Board of directors
Typically, when a company starts, the board is most likely to be comprised of the founder(s). As you take on external investments, investors will ask for a board seat. It should ultimately become a good representation of the ownership of the company as the company matures throughout its lifecycle. If you look at public company boards, that's how things are mostly setup.
Wrong board members can really kill companies. Sometimes you won't have control over who gets to sit on the board (the investor have the right to assign someone from the firm, so the board members can change within the same seat), so you'll need to anticipate some changes throughout the course of the company.
There are usually 3 parties involved in the board composition:
- Company: Common/founder shares
- Investors: Mostly preferred shares, but sometimes also common shares
- Independent: Operators, executives, and experts that needs to be recruited by you
Then there are "board observers" who may not have voting rights, but may sit in board meetings and have access to board materials. These are usually investors, who have smaller ownership, or for some reason, have stepped down from the board of directors, as the stage of the company has evolved or the board dynamic created the need for the change.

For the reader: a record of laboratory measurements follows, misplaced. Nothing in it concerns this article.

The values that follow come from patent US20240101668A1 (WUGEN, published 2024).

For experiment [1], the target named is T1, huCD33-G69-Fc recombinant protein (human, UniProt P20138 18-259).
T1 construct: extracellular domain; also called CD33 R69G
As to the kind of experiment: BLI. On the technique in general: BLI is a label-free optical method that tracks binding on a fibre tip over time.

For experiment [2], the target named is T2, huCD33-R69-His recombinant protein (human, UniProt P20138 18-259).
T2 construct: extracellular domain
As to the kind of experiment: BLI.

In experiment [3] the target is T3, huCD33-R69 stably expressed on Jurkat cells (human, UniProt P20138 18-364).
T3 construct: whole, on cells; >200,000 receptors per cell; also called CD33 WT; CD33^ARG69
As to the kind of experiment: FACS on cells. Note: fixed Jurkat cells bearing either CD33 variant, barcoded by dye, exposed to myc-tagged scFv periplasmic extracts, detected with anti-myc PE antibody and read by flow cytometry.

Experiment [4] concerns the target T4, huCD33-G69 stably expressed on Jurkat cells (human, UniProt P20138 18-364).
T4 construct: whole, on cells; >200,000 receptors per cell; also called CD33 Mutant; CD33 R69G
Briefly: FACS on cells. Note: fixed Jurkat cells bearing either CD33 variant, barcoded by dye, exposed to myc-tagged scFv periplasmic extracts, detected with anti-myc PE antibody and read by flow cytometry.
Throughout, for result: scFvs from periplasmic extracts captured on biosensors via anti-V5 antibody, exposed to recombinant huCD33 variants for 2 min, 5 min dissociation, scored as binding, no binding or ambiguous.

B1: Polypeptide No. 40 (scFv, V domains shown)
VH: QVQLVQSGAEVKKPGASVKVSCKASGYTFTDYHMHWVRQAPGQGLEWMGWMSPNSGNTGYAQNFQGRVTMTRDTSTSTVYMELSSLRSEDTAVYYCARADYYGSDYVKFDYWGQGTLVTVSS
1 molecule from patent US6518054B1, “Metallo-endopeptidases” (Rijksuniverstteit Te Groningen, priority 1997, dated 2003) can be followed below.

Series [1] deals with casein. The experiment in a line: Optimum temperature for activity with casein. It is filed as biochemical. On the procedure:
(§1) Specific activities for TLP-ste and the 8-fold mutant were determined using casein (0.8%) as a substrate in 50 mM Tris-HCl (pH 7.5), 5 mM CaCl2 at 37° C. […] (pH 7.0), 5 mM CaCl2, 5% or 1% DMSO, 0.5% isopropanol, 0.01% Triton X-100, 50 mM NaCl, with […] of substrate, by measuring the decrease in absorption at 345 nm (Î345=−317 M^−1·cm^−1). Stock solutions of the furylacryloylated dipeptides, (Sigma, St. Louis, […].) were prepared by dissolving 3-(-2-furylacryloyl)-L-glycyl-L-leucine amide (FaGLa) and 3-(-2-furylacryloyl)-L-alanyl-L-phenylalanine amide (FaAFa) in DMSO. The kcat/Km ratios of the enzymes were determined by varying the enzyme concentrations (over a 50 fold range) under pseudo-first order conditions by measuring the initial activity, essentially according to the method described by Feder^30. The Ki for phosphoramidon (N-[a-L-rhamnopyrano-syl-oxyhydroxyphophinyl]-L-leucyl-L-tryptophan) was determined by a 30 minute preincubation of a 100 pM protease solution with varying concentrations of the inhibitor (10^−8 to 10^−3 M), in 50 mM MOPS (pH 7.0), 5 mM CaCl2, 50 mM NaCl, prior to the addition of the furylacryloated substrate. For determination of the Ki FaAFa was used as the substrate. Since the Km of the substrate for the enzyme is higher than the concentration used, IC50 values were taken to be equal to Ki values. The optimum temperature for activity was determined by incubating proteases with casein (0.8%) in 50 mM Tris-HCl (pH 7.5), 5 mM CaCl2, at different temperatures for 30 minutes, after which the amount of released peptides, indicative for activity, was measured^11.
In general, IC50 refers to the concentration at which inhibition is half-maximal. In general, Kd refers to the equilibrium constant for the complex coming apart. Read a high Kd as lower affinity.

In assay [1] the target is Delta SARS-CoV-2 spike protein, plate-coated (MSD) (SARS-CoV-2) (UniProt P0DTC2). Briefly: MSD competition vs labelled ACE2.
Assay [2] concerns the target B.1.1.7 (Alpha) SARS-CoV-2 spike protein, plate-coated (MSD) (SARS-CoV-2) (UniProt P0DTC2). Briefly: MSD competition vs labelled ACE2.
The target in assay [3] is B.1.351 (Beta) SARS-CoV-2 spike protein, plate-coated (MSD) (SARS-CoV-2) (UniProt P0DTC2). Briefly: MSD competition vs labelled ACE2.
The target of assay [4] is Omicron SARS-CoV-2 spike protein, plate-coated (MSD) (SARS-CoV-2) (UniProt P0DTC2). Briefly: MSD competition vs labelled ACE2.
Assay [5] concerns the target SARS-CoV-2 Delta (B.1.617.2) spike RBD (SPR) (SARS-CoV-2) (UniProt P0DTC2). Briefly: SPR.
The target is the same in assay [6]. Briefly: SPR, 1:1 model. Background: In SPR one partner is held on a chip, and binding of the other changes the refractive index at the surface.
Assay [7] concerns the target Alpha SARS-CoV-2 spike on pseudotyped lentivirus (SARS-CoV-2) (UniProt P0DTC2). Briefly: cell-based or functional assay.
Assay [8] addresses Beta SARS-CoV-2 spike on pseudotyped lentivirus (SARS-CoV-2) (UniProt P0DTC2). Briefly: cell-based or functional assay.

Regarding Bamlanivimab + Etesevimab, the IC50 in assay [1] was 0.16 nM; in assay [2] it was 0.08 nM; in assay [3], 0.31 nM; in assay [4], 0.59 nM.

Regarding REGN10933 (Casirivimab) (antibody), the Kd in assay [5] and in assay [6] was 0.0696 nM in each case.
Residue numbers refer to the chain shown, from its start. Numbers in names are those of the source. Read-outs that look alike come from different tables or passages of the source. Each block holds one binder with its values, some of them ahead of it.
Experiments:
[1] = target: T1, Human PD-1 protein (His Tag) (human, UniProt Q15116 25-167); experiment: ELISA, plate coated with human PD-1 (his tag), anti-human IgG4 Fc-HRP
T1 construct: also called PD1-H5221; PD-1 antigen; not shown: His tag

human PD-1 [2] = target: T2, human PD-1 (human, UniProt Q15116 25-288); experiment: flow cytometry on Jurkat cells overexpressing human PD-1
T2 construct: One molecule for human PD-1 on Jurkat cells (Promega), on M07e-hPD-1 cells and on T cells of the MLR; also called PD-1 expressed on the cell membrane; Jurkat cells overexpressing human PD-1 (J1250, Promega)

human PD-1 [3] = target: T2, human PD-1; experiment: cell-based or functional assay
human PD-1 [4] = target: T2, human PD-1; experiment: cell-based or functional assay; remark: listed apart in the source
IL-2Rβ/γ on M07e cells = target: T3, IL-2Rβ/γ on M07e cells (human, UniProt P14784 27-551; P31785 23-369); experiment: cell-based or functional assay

Early-stage board members
In the early-days, it'll be mostly just founders and investors. This might sound founder-friendly, but as long as you have high integrity and actually care about your reputation and being fair, it's considered okay to have founders-controlling board of directors. This means 3 (2 company + 1 investor), or 5 (3 company + 2 investors) setup. The company will be able to have a control over the board of directors.
Of course, preferred-share investors will have protective provisions on their rights, so investors are still protected in many ways.
Some companies will choose not to raise external capital, or sometimes would do common shares for investors, which can be a bit different, but the overall board composition should follow a philosophy and principles, not based on dictatorship and self-interest — that is if you truly are commiting to building a great company.
Growth-stage board members
Probably sometime in series-B and after, you'll start to think about (or the investor nudges you towards) having independent board members who are more neutral. I'd suggest keeping in neutral composition at max.